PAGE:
Texas – In Demand. (Once seen it has to be repeated – according to those who saw it for the first time yesterday courtesy of my sharing!)
I don’t need to tell you how amazing Rickman was. I know I’m not alone in having sobbed my way through Truly, Madly, Deeply (I can vividly remember watching it for the first time and my father declaring it a soppy mess). The discerning Harry Potter fan knows that Rickman as Snape brought more to the role that could ever have been imagined – largely thanks to JK Rowling’s insight into who Snape really was. His humour. His presence. His voice. Oh, his voice! As I write, I’m watching Harry Potter and the Half Blood Prince and with a mournful sigh, I noted that this voice appears for the first time at exactly 15:06 minutes in. That voice.
Yesterday, I was grieved that I would never see Rickman perform live. I would never hear that sonorous voice in the flesh. I would never get to have a conversation with him. (I know the latter is a far-fetched notion, but I have friends who have!) There are only a few unseen films left to watch before there are no more of them. The thought is a hard one to comprehend.
Chatting with a one-time classmate (and fellow Wittertainee) after our training, I found myself nearly bursting into tears at the emotion of it all – and he felt the same. I walked my favourite walk back from college, through Green Park and sat on a bench and let the tears flow. It wasn’t entirely Rickman grief, I know that, it was a heady combo of emotion; tiredness from a very busy, over-full ‘part-time’ week at work; pent up emotions about other things that needed letting out; and, interestingly, a recurrence of mourning someone else.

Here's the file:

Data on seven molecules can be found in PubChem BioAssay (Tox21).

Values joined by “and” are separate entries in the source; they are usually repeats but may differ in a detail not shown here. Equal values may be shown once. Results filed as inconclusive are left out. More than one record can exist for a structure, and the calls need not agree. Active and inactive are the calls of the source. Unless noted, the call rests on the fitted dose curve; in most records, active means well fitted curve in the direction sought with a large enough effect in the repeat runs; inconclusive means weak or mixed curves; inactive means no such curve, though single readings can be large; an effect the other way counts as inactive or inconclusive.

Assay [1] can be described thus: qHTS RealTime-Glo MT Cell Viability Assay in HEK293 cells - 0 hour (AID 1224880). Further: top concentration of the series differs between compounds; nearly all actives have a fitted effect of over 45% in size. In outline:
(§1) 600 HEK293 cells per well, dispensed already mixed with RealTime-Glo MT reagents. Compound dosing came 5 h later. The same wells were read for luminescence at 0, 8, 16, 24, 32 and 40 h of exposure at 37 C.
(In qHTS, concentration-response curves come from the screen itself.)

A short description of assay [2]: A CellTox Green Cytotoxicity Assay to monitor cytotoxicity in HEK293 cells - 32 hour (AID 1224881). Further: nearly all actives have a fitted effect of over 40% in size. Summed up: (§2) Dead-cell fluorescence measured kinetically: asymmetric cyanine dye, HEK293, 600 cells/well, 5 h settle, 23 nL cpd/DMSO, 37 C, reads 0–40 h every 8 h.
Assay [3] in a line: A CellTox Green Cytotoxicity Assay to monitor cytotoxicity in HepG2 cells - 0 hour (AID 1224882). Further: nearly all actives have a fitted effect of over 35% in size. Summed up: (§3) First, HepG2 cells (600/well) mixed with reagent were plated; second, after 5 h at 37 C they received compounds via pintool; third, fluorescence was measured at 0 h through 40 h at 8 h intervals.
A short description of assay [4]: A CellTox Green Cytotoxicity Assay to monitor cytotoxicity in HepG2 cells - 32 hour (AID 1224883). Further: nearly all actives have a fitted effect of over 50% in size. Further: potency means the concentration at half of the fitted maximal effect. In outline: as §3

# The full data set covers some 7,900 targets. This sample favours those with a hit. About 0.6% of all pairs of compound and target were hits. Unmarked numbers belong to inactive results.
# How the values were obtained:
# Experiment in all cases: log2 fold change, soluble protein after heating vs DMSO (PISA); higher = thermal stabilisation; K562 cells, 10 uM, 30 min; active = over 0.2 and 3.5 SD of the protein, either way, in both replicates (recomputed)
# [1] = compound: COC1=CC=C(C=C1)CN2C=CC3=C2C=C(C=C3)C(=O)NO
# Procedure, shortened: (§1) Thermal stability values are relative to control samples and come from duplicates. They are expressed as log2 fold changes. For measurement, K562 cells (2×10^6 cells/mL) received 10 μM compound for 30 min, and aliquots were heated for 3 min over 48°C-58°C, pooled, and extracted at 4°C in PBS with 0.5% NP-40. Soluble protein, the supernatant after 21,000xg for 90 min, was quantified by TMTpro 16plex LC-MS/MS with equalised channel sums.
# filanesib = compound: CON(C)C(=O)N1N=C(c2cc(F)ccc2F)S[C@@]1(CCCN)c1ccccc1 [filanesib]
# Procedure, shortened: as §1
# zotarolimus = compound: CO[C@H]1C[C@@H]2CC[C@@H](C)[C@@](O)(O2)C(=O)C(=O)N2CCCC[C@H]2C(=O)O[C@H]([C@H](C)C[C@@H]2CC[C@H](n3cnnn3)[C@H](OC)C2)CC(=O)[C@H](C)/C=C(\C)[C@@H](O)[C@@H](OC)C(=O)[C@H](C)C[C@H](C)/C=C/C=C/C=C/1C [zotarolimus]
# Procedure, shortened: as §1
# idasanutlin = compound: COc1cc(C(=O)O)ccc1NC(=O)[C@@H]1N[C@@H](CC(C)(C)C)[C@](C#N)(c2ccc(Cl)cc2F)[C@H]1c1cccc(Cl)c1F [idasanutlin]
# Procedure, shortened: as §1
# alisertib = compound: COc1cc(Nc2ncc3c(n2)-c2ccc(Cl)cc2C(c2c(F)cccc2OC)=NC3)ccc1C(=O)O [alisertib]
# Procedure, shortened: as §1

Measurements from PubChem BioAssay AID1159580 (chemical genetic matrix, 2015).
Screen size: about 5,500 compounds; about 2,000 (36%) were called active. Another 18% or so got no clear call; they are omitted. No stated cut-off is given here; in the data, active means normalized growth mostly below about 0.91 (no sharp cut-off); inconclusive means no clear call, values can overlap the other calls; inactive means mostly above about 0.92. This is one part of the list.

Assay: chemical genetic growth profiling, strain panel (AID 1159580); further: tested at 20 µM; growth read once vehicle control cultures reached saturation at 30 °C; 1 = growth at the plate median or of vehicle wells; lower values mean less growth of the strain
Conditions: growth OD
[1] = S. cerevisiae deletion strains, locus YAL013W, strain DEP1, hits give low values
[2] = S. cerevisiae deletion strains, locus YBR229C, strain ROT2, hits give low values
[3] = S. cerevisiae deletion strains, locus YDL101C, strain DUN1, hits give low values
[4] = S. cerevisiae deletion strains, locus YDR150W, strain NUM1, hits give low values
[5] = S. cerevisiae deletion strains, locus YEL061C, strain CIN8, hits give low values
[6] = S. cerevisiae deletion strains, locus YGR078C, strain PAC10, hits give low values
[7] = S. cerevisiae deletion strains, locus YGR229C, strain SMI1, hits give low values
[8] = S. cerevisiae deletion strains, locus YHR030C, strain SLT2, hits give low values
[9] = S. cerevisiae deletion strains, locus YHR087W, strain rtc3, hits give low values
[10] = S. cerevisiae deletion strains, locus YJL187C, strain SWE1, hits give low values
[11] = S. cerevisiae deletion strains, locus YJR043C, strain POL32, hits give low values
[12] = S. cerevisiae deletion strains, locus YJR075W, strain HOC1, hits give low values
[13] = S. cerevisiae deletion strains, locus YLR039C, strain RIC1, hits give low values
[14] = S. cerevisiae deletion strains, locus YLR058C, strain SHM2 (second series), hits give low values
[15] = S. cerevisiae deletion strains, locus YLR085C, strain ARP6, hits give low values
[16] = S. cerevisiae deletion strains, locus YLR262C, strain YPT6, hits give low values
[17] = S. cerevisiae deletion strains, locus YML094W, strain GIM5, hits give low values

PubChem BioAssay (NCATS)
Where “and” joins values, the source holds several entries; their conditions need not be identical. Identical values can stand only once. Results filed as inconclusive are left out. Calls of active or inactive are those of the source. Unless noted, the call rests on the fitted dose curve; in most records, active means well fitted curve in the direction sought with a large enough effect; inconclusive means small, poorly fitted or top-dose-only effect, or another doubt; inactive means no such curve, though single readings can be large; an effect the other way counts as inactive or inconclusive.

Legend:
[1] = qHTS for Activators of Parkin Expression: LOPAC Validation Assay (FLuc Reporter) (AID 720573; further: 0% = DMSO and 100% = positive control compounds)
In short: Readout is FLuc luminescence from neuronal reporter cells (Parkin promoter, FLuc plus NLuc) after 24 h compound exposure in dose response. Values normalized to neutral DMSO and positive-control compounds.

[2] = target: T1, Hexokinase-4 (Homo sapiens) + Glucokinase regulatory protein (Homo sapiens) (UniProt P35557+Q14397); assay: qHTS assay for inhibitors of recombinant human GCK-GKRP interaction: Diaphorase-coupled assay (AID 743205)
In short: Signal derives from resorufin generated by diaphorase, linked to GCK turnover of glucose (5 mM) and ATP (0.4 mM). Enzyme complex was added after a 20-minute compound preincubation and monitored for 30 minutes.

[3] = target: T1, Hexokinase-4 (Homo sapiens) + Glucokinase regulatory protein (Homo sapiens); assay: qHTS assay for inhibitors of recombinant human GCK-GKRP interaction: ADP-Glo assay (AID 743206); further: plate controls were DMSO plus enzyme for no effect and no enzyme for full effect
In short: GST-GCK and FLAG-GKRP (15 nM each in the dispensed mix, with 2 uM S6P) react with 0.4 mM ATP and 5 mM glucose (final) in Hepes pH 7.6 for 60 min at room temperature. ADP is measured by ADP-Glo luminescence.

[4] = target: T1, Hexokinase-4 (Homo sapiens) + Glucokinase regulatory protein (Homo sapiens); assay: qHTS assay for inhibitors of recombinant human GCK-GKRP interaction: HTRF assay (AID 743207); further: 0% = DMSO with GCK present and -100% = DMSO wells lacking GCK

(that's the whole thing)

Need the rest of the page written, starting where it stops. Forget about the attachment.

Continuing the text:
Yesterday, I also made the mistake of reading Emma Thompson’s goodbye to Rickman while I was on the tube. There’s nothing like tube tears for a very public display of emotion!!
That last one was a surprise, despite being well aware of the fact that I have long associated Rickman with my one-time landlady Angela – because we both loved him, but she got to meet him (and get a photo with him) at the Love Actually premiere. Every Christmas, when I do my ritual viewing of a film that I love dearly (although I know that view is controversial), I remember Angela. It’s not surprising his death prompted those thoughts, especially as they both – as did Bowie – died from the same disease.
Today, I tramped across the mud of Hampstead Heath, thoughts still very much on a Rickman-grieving plain, sorting out my head and getting some much needed downtime. [Side-note: I was in the area for physio on my special feet, but generally if I make a pilgrimage up to Hampstead, it’s for thinking purposes.] I pondered this question of grief some more…
We, as a nation and as a society, are generally rubbish at grief. It goes hand-in-hand with being a nation known to withhold emotion and affection. Public displays of grief (as long as they don’t get ridiculously out of hand) are a good thing, a healthy thing in fact. We need to have outlets to express our grief and social media is perfect for this – especially as it can be a place for solidarity, of grieving together. On Wednesday, our morning prayer group shared memories and prayers of thanksgiving for the life of the parishioner who had died. On Thursday (and today) I shared memories of favourite Rickman moments on social media. Both are good, healthy and necessary!
We don’t like to talk about death. It is feared and not understood. Perhaps if we were as honest in our feelings as people have been this week, society would find itself in a much healthier place in its attitudes towards death, grief and loss.